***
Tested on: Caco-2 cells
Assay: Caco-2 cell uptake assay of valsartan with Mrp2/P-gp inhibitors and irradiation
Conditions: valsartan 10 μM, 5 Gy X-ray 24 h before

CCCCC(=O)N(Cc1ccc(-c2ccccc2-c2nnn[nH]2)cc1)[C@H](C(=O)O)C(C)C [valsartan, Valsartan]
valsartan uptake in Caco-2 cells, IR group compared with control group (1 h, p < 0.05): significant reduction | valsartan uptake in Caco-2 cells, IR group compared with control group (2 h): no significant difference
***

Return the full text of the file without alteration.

Tested on: Caco-2 cells
Assay: Caco-2 cell uptake assay of valsartan with Mrp2/P-gp inhibitors and irradiation
Conditions: valsartan 10 μM, 5 Gy X-ray 24 h before

CCCCC(=O)N(Cc1ccc(-c2ccccc2-c2nnn[nH]2)cc1)[C@H](C(=O)O)C(C)C [valsartan, Valsartan]
valsartan uptake in Caco-2 cells, IR group compared with control group (1 h, p < 0.05): significant reduction | valsartan uptake in Caco-2 cells, IR group compared with control group (2 h): no significant difference